Though I totally see what you mean, I will say that the addiction nature of alcohol makes it a fundamentally negative product...even if it is marketed as a consumption to enjoy. Alcohol is a drug. It exploits those prone to addiction (1 in 8 Americans are alcoholics), and I would argue that it is one of the worst gateway drugs out there. So while it may not be designed to inflict pain, it conveniently creates addiction which creates more demand for this product. Which to me is one reason (of many) that makes it just as bad a product as a gun.
Logged

Bill Tobelman's SMiLE site
Chocolate Shake Man
Smiley Smile Associate
*
Offline Offline

Posts: 2805


View Profile
« Reply #654 on: February 16, 2018, 05:34:09 PM »

I agree with a lot of that. But I do want to say that while alcohol related deaths is a serious issue, alcohol at the very least isn't designed to inflict pain. Just like cars aren't - despite the fact that there are many, many car-related fatalities. In that case, we can't really apply the same standard to alcohol and cars that we could apply to guns. But, yes, I do think lots of efforts should be made to reduce those numbers as well.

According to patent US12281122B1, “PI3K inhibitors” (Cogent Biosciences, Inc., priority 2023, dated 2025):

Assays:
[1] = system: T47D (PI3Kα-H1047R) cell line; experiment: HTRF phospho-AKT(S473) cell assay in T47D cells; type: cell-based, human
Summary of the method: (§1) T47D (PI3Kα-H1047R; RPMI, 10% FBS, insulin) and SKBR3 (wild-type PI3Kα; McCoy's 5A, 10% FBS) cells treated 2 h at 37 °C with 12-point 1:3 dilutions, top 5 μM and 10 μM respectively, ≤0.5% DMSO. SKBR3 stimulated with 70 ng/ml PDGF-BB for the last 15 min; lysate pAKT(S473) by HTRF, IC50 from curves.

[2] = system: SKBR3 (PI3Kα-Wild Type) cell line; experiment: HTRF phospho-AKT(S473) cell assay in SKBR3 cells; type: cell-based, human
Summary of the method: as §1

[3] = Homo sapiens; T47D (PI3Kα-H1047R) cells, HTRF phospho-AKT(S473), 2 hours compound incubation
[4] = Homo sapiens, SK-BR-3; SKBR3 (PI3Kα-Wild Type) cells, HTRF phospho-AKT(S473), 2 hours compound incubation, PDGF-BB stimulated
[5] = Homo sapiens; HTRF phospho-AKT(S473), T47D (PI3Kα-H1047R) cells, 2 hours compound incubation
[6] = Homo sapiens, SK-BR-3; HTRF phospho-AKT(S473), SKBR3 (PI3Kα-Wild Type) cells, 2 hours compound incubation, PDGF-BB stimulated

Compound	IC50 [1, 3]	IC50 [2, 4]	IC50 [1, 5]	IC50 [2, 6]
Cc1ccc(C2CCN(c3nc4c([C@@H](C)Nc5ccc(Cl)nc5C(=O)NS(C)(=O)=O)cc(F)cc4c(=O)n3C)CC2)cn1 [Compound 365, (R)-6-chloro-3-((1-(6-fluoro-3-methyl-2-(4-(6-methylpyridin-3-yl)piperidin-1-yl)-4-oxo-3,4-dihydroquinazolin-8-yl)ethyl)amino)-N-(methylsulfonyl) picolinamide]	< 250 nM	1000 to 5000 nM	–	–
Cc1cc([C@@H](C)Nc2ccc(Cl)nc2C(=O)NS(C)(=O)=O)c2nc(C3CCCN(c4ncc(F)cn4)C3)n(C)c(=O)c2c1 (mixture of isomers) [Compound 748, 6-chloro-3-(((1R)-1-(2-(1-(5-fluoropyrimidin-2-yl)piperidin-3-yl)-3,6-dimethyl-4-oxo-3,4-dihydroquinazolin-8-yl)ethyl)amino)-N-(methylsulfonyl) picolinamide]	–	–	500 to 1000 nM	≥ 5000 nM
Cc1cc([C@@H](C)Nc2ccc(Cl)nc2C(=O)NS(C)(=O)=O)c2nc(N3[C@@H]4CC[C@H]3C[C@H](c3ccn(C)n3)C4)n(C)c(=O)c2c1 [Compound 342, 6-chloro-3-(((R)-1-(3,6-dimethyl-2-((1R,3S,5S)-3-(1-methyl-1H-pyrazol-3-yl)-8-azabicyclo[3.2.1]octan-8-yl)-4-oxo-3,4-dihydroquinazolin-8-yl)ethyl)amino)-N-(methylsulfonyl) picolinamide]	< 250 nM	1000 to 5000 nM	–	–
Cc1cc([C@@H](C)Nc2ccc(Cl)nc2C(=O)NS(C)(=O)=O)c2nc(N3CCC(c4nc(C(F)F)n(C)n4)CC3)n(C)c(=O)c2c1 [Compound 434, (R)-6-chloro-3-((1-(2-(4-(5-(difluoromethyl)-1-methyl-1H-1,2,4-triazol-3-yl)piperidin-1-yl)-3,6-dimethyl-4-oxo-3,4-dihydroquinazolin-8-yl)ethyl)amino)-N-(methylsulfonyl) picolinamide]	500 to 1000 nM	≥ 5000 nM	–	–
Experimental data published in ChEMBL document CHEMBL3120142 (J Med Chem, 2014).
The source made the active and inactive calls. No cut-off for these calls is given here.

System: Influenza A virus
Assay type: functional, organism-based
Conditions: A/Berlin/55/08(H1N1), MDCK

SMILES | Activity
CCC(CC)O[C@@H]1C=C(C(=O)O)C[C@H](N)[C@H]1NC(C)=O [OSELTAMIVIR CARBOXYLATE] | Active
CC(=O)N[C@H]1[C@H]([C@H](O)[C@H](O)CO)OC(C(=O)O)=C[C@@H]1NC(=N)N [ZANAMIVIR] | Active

Though I totally see what you mean, I will say that the addiction nature of alcohol makes it a fundamentally negative product...even if it is marketed as a consumption to enjoy. Alcohol is a drug. It exploits those prone to addiction (1 in 8 Americans are alcoholics), and I would argue that it is one of the worst gateway drugs out there. So while it may not be designed to inflict pain, it conveniently creates addiction which creates more demand for this product. Which to me is one reason (of many) that makes it just as bad a product as a gun.

But you could make the same argument about coffee - it's also a drug and many who drink it have a dependency on it. It's also not particularly great for your health. In general, I'm not a subscriber to the gateway drug theory and if I were to be completely honest, I think that all drugs should be legalized. But I do believe that there should be drug-control in much the same way that I think there should be gun control.
Logged
rab2591
Smiley Smile Associate
*
Offline Offline

Posts: 4711


"My God. It's full of stars."


View Profile
« Reply #655 on: February 16, 2018, 05:45:42 PM »

I agree with a lot of that. But I do want to say that while alcohol related deaths is a serious issue, alcohol at the very least isn't designed to inflict pain. Just like cars aren't - despite the fact that there are many, many car-related fatalities. In that case, we can't really apply the same standard to alcohol and cars that we could apply to guns. But, yes, I do think lots of efforts should be made to reduce those numbers as well.